Eye On Boise

First annual Darrington Lecture on Law and Government is today in the Capitol

From left, 9th District Judge Randy Smith, Idaho Supreme Court Chief Justice Roger Burdick, 9th Circuit Chief Judge Emeritus J. Clifford Wallace and 9th Circuit judge Stephen S. Trott visit before talking with reporters Monday in the Lincoln Auditorium at the state Capitol. (Betsy Russell)
From left, 9th District Judge Randy Smith, Idaho Supreme Court Chief Justice Roger Burdick, 9th Circuit Chief Judge Emeritus J. Clifford Wallace and 9th Circuit judge Stephen S. Trott visit before talking with reporters Monday in the Lincoln Auditorium at the state Capitol. (Betsy Russell)

Today is the first Denton Darrington Lecture on Law and Government, to be delivered at 4 p.m. in the Lincoln Auditorium featuring Chief Judge Emeritus J. Clifford Wallace of the 9th Circuit U.S. Court of Appeals. It’s free and open to the public, and also will be streamed online; you can watch live here.

Prior to the lecture, Woodland met with reporters, along with Idaho Supreme Court Chief Justice Roger Burdick and 9th Circuit Judges N. Randy Smith and Stephen S. Trott. Burdick said the annual lecture honors longtime Senate Judiciary Chairman Darrington, R-Declo, who is here for today’s lecture, and who Burdick said “has been a strong supporter of the courts,” as well as an emblem of “statesmanship” in the Legislature. “He coalesced viewpoints from all three branches of government,” Burdick said. With the annual lecture, Burdick said, “We hope to keep up that spirit.”

Smith said, “This will be a great opportunity for us to be educationally stimulated and give us a chance to think about life that we don’t do on a regular basis.” Today’s lecture is entitled, “What can we learn from the political party that lost the adoption of the Constitution election?” It’s about the “Anti-Federalists,” who opposed ratification of the U.S. Constitution during the 1780s, and who put forth some critiques of the Constitution that Wallace says are of continuing relevance today. The lecture is sponsored by the University of Idaho College of Law, the Idaho Supreme Court, and the Idaho State Bar and Law Foundation.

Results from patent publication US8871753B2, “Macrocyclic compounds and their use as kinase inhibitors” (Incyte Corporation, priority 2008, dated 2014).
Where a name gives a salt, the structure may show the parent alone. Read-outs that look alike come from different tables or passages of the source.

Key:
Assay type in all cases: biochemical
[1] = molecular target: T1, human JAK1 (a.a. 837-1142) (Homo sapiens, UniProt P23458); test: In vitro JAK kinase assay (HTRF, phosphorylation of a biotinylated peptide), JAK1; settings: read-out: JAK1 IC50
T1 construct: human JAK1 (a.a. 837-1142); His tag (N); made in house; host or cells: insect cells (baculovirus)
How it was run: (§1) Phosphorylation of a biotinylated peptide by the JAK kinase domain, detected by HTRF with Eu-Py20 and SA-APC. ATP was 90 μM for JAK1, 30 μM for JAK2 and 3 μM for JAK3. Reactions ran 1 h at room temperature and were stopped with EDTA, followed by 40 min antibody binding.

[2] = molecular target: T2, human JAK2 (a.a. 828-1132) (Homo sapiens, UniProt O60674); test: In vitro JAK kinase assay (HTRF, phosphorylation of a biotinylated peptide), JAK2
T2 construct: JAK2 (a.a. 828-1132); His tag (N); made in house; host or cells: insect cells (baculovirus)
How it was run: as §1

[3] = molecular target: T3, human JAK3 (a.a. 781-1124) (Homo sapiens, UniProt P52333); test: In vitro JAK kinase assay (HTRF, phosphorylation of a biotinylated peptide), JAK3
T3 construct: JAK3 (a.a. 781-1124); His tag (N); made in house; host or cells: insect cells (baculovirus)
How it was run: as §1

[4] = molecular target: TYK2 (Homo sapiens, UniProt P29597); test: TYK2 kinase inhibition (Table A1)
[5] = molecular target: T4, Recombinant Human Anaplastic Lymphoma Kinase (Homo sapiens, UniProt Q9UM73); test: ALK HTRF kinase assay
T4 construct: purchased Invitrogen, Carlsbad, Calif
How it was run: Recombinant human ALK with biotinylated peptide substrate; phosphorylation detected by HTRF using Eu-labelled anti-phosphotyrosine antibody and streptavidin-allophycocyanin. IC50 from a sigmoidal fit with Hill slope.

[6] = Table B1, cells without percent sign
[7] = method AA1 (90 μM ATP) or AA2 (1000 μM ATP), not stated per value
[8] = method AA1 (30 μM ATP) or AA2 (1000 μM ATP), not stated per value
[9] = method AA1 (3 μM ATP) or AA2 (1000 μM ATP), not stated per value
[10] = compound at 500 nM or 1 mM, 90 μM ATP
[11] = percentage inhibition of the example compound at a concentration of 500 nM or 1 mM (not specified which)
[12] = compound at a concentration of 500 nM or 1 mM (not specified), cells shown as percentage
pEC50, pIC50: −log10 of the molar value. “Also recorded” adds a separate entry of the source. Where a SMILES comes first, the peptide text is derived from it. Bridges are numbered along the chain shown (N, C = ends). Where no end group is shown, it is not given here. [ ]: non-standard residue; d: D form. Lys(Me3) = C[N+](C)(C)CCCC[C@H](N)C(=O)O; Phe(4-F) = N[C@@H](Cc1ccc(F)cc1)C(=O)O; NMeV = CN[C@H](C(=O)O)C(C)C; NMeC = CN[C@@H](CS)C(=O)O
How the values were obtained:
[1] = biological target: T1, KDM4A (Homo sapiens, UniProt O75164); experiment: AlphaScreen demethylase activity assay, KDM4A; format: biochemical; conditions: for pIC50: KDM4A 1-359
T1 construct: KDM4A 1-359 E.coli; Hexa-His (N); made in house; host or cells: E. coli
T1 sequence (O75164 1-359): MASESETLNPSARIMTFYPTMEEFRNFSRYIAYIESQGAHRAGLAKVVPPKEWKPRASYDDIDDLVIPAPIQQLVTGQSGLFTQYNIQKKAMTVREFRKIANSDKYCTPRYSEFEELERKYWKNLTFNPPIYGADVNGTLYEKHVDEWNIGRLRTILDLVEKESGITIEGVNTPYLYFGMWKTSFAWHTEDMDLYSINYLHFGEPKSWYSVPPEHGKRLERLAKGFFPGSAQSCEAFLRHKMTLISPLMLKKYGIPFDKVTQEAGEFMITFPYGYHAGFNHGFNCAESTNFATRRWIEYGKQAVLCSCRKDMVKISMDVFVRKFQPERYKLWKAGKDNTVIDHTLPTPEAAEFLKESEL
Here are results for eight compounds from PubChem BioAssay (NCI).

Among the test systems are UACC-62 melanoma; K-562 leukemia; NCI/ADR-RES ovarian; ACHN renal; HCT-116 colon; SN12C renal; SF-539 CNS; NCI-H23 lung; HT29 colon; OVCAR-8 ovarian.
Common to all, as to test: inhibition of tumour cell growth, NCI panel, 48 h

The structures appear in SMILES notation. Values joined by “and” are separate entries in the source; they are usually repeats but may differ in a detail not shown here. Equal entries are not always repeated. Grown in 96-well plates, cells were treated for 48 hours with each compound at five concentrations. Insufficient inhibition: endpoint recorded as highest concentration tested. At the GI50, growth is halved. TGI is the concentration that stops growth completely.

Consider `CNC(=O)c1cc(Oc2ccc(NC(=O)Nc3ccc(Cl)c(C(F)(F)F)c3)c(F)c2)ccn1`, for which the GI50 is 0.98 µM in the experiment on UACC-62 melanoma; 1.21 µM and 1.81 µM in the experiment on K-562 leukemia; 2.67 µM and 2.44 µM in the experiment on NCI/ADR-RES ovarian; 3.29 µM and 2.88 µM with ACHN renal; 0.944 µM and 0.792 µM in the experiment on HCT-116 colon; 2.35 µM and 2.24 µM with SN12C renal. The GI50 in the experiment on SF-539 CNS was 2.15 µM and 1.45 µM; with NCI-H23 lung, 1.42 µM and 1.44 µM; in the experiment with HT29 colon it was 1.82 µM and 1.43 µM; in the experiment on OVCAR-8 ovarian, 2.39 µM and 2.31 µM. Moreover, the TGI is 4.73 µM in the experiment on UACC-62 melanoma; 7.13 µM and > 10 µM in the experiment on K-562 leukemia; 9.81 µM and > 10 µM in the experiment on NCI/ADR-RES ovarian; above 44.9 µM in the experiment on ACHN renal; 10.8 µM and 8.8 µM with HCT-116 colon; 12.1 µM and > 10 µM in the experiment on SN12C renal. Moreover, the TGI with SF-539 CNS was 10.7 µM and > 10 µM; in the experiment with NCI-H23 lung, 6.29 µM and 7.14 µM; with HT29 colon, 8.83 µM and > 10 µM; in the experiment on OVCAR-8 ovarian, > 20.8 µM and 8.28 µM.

Quizzed about when Idaho might see cameras allowed in federal district courtrooms in Idaho, the three federal appeals judges said they’re wary of the concept, due to concerns over people changing their testimony to play to the cameras. Burdick, however, said he’d “dissent.” Idaho allows cameras in its courtrooms with the judge’s consent, and allows them at Supreme Court hearings. Burdick said when he was an Idaho district judge for 12 years, he always granted requests for cameras in the courtroom. “I saw no difference at all,” he said.




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Betsy Z. Russell
Betsy Russell covers Idaho news from the state capitol in Boise and writes the Eye on Boise blog.

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